Open Access Articles- Top Results for 23
Journal of Neuroinfectious DiseasesMeningitis Outbreaks due to Neisseria meningitidis in 2010 and 2012 in Burkina Faso
Journal of Neuroinfectious DiseasesComplications of Adult Bacterial Meningitis and their Neurocritical Care Management ? A Case Report and Short Review
Journal of Neuroinfectious DiseasesCoccidiomycosis of the Central Nervous System
Journal of Neuroinfectious DiseasesRare Cause of Hepatic Encephalopathy: Hereditary Hemorrhagic Telangiectasia
Journal of Neuroinfectious DiseasesUnveiling the Undiscovered: Etiology of Acute Encephalitis Syndrome in North India
|Centuries:||1st century BC – 1st century – 2nd century|
|Decades:||0s BC 0s 10s – 20s – 30s 40s 50s|
|Years:||20 21 22 – 23 – 24 25 26|
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Year 23 (XXIII) was a common year starting on Friday (link will display the full calendar) of the Julian calendar. At the time, it was known as the Year of the Consulship of Pollio and Vetus (or, less frequently, year 776 Ab urbe condita). The denomination 23 for this year has been used since the early medieval period, when the Anno Domini calendar era became the prevalent method in Europe for naming years.
- Greek geographer Strabo publishes Geography, a work covering the world known to the Romans and Greeks at the time of Emperor Augustus – it is the only such book to survive from the ancient world.
- Emperor Tiberius' son Julius Caesar Drusus dies. From that point forward, he seems to lose interest in the Empire and occupies himself with the pursuit of pleasure.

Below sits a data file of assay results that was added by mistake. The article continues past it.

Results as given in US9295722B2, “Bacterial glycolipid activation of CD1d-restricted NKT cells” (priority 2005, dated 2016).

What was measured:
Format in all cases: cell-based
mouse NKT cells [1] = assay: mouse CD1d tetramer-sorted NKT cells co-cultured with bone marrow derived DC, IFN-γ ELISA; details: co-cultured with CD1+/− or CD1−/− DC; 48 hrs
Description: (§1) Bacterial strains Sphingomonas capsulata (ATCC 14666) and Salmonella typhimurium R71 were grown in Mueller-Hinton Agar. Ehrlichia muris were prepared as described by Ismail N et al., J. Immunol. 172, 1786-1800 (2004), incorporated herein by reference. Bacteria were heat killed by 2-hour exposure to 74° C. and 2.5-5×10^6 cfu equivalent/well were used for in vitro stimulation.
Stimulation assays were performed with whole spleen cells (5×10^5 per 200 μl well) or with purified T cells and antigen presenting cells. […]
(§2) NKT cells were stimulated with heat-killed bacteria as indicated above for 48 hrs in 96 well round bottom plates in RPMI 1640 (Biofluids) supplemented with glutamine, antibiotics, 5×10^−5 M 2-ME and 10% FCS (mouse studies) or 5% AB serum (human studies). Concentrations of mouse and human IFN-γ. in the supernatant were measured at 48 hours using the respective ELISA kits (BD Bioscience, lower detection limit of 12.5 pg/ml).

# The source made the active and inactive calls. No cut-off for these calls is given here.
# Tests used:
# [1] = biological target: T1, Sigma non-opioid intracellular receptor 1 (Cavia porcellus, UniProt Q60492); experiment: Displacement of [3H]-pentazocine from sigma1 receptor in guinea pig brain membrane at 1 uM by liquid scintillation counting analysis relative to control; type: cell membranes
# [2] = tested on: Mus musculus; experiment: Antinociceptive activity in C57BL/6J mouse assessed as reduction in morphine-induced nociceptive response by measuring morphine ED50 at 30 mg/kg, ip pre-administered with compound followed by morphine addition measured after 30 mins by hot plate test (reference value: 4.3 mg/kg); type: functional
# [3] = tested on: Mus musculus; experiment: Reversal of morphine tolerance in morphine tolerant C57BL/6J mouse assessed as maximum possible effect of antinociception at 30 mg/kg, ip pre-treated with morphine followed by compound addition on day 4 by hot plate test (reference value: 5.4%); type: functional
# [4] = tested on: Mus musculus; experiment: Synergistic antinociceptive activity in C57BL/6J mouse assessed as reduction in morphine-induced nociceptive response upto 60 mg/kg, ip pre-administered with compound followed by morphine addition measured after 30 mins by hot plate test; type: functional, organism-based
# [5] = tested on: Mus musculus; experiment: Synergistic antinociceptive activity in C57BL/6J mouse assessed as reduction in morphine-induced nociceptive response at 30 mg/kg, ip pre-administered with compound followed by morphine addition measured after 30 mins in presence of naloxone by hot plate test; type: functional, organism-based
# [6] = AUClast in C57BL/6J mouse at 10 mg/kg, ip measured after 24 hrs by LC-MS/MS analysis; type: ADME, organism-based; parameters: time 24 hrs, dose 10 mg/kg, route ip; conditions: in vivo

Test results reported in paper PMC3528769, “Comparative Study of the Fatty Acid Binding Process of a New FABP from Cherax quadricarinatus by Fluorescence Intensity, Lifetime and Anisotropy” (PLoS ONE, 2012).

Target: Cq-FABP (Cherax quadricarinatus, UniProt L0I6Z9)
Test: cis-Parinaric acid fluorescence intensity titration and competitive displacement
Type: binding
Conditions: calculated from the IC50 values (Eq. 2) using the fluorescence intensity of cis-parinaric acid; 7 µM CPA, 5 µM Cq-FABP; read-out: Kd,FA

- Lucius Aelius Sejanus begins to dominate the Roman Senate and Tiberius, after the death of Drusus.
- Gaius Asinius Pollio and Gaius Antistius Vetus become consuls.
- Liu Xuan, a descendant of the Han Dynasty royal family and leader of insurgents against the Xin Dynasty, proclaims himself emperor against Wang Mang.
- July – After being under siege for two months, about 19,000 insurgents under Liu Xiu defeat 450,000 of Wang Mang's troops in the Battle of Kunyang, ushering in the fall of Wang Mang and restoration of the Han Dynasty in China.
- September 14 – Drusus Julius Caesar, son of the Emperor Tiberius, poisoned (b. 13 BC)
- October 6 – Wang Mang, "usurper" of the throne of the Han Dynasty and Emperor of the Xin Dynasty (b. 45 BC)
- Liu Xin, Chinese astronomer (b. c. 50 BC)
- Liu Yan, Chinese general
- Empress Wang (b. 8 BC)
- Juba II, King of Mauretania (b. c. 50 BC)
- Roller, Duane W. (1998). The building program of Herod the Great. University of California Press. p. 65. ISBN 978-0-520-20934-3.
- Bunson, Matthew (2002). Encyclopedia of the Roman empire (2nd ed.). Infobase Publishing. pp. 187–188. ISBN 978-0-8160-4562-4.
- Adkins, Lesley; Adkins, Roy A. (2004). Handbook to life in ancient Rome (2nd ed.). Infobase Publishing. p. 23. ISBN 978-0-8160-5026-0.
- Sherk, Robert Kenneth (1988). The Roman Empire: Augustus to Hadrian. Cambridge University Press. p. 73. ISBN 978-0-521-33887-5.
- Giele, Enno (2006). Imperial decision-making and communication in early China: a study of Cai Yong's Duduan. Otto Harrassowitz Verlag. p. 218. ISBN 978-3-447-05334-1.
- Schram, Stuart R. (1992). Mao's road to power: revolutionary writings 1912–1949 1. M.E. Sharpe. p. 366. ISBN 978-1-56324-457-5.
- Healy, John F. (1999). Pliny the Elder on science and technology. Oxford University Press. p. 1. ISBN 978-0-19-814687-2.
- Bowman, Alan K.; Champlin, Edward; Lintott, Andrew (1996). The Augustan Empire, 43 B.C.–A.D. 69 (2nd ed.). Cambridge University Press. p. 213. ISBN 978-0-521-26430-3.
- Clark, Anthony E. (2008). Ban Gu's history of early China. Cambria Press. p. 110. ISBN 978-1-60497-561-1.
- Yunis, Harvey (2003). Written texts and the rise of literate culture in ancient Greece. Cambridge University Press. p. 125. ISBN 978-0-521-80930-6.
- Rocca, Samuel (2008). Herod's Judaea: a Mediterranean state in the classical world. Mohr Siebeck. p. 58. ISBN 978-3-16-149717-9.